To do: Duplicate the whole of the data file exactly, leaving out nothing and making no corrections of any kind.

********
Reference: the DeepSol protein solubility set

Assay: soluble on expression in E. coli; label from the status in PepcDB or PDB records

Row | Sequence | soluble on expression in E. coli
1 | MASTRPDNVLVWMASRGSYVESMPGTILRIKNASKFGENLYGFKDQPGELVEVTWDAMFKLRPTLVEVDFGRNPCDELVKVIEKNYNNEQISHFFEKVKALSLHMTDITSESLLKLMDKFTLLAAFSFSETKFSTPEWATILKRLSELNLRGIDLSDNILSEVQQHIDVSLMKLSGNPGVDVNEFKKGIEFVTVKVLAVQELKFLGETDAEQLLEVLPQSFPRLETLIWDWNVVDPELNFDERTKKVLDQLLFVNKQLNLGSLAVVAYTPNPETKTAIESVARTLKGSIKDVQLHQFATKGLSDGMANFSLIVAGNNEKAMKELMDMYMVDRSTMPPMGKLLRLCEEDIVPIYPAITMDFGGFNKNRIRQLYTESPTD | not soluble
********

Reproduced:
Reference: the DeepSol protein solubility set

Assay: soluble on expression in E. coli; label from the status in PepcDB or PDB records

Row | Sequence | soluble on expression in E. coli
1 | MASTRPDNVLVWMASRGSYVESMPGTILRIKNASKFGENLYGFKDQPGELVEVTWDAMFKLRPTLVEVDFGRNPCDELVKVIEKNYNNEQISHFFEKVKALSLHMTDITSESLLKLMDKFTLLAAFSFSETKFSTPEWATILKRLSELNLRGIDLSDNILSEVQQHIDVSLMKLSGNPGVDVNEFKKGIEFVTVKVLAVQELKFLGETDAEQLLEVLPQSFPRLETLIWDWNVVDPELNFDERTKKVLDQLLFVNKQLNLGSLAVVAYTPNPETKTAIESVARTLKGSIKDVQLHQFATKGLSDGMANFSLIVAGNNEKAMKELMDMYMVDRSTMPPMGKLLRLCEEDIVPIYPAITMDFGGFNKNRIRQLYTESPTD | not soluble